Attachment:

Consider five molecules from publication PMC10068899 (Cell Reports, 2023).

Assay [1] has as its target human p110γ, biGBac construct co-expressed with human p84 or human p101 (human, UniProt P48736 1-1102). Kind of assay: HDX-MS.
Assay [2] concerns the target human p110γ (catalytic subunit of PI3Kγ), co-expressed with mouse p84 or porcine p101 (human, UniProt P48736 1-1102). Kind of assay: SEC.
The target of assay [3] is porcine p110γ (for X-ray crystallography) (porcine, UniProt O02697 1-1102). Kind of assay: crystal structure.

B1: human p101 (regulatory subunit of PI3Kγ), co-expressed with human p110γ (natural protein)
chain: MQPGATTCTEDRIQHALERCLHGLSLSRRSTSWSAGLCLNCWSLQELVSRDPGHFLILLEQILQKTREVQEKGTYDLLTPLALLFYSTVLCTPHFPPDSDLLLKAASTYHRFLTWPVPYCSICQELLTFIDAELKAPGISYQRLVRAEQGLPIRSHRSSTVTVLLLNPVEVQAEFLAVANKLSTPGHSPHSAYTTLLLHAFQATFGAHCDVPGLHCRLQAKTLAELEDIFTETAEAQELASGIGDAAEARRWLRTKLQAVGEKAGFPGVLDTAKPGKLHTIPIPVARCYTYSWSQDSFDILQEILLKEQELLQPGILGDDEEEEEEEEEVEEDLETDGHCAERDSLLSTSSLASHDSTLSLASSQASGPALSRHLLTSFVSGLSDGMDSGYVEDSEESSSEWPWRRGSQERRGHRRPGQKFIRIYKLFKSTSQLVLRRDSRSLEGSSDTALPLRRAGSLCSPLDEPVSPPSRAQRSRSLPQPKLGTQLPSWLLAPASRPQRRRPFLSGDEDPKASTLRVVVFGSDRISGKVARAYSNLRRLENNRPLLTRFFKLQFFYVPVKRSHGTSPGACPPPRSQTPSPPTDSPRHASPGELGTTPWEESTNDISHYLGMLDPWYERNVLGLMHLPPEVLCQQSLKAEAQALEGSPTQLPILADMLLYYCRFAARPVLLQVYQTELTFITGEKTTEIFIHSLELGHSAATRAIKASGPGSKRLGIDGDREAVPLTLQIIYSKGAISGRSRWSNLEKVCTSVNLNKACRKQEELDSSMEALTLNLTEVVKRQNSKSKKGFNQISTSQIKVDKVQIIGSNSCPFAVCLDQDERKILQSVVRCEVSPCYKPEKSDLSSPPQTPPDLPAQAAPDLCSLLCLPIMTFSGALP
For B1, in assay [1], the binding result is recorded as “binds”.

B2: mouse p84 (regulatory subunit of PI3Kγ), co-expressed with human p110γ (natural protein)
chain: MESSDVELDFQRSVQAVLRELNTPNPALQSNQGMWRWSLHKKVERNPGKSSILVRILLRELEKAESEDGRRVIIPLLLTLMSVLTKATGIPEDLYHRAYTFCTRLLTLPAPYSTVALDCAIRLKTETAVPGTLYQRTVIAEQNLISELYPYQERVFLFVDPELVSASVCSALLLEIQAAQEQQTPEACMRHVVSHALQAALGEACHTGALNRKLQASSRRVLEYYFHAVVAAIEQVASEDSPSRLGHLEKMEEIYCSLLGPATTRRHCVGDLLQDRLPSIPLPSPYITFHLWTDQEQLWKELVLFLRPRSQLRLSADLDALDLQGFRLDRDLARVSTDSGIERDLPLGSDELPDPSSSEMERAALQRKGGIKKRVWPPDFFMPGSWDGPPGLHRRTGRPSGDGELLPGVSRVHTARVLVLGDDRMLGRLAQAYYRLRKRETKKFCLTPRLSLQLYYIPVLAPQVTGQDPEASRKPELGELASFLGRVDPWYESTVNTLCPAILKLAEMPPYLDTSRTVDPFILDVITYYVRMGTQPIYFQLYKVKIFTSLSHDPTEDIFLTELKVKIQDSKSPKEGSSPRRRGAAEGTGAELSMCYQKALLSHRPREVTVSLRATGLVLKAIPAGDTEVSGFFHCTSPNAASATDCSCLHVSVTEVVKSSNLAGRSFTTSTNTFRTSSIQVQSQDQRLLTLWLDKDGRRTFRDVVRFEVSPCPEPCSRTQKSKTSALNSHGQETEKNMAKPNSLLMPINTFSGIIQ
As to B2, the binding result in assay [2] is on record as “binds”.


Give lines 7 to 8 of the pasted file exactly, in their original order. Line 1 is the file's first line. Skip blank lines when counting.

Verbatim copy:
For B1, in assay [1], the binding result is recorded as “binds”.

B2: mouse p84 (regulatory subunit of PI3Kγ), co-expressed with human p110γ (natural protein)